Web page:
The gym is where we demand the growth. The kitchen is where we provide the supply. This is Body Economics 101. A post-workout meal (preferably liquid) is essential for growth. Your muscles will soak up those nutrients like a sponge.
That 45-minute post-workout window can mean the difference between a good and great physique.
Law 7: Educate Yourself
Study the game before becoming a player. To get the most out of your training and diet, you need to know what works best for you. It's up to you to figure out if you should do supersets or dropsets, whether you should train twice per day, or if your training is supporting your goal.
You might also learn a lot by shutting your mouth and paying attention to what you're doing. In class, do you learn by talking to other students or paying attention to what's being taught? Same rule in the gym: Don't talk between sets. Get in, bust your ass, learn from each workout, and leave so you can focus on recovery.
Law 8: Find Value in Daily Battles
Military forces know that to win the war, they first have to win smaller battles. If your sole focus is a long-term goal or what your body should look like, you'll fail. Instead, find the value in the daily battles. It can be tough laying bricks, but a building doesn't stand unless each brick is in place. Believe you have what it takes to get the job done.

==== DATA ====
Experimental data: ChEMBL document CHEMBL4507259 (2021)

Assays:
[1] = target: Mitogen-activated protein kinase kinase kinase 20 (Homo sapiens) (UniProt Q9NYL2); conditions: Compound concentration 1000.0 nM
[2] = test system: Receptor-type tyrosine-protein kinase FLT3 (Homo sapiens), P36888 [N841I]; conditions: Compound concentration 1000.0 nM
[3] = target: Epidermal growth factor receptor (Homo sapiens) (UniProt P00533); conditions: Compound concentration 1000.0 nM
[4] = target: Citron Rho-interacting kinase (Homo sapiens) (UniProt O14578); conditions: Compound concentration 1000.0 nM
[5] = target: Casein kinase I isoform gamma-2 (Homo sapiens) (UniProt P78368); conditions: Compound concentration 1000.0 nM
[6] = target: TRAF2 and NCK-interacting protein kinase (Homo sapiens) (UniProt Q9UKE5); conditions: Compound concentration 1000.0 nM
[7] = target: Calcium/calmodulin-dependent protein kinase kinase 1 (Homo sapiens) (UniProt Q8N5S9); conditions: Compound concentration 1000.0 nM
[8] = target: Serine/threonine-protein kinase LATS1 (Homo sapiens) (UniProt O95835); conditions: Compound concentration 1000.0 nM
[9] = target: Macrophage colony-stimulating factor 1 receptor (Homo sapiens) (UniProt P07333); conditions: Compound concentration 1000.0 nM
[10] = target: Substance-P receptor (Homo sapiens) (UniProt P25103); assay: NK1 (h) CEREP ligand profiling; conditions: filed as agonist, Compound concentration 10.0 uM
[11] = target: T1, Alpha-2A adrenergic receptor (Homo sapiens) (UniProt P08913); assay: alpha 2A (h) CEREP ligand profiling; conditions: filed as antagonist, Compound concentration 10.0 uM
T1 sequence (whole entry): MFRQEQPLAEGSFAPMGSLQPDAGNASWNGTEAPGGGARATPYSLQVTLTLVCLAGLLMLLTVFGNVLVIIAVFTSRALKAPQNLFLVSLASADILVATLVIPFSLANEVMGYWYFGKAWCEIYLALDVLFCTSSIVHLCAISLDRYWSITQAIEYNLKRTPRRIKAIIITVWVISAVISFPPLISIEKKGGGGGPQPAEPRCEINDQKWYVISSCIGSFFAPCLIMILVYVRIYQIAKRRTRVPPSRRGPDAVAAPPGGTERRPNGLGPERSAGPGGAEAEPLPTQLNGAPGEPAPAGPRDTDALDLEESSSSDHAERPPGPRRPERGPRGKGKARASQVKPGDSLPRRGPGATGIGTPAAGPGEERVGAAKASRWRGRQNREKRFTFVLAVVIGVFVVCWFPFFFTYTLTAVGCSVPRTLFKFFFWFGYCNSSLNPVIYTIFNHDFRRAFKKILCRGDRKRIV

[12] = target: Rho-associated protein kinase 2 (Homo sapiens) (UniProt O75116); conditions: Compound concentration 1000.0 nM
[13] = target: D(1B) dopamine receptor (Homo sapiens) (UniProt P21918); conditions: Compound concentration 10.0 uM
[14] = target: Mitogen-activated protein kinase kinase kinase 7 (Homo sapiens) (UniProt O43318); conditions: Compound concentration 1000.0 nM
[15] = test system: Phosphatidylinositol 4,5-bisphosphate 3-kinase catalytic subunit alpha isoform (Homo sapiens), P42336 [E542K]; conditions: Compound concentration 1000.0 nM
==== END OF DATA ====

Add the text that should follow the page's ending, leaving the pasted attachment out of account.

You may not even realize what you've achieved, but if you take a moment to reflect on what you've accomplished, you'll find both short- and long-term success.
Law 9: See Past the Meal
It's right after a workout and you have two meal choices: a cheeseburger or a bland chicken breast. Tempting to grab that burger, right? You could eat it, but how will you feel about it later? That burger might taste good now, but making the chicken choice would have supported your workout and helped you commit to a better nutrition plan.
The trick is to see past the meal and think about what that food is doing to your body. In the nutritional war of life, your choices have enormous consequences.
Law 10: Plan Properly
Busy people don't fail on purpose; they fail because they didn't plan. If you don't plan and prepare your meals ahead of time, pulling into McDonald's becomes the easy way out. If you succumb, you've ruined it. You've cheated.
Every goal needs a concrete plan of action. Put it together and execute—no excuses.
Law 11: Never Say Die
Edison tried and failed 1,093 times before the light bulb lit. Does anyone care how many times he failed? No, they remember that it worked eventually.
Excuses like "I don't have the genetics" are absolute garbage. If you say that, it means you don't believe in yourself. Perseverance has more power than genetics or potential.
Being inspired, looking for motivation, and strengthening your will to succeed—even if you have failed in the past—are as important as the food you put in your mouth.
Law 12: Shortcuts Lead You Nowhere Fast
Bodybuilding mirrors life: Give all you have, put in the necessary work, and your dreams can become a reality. To grow your body, you labor every day to get from A to B. There are no shortcuts.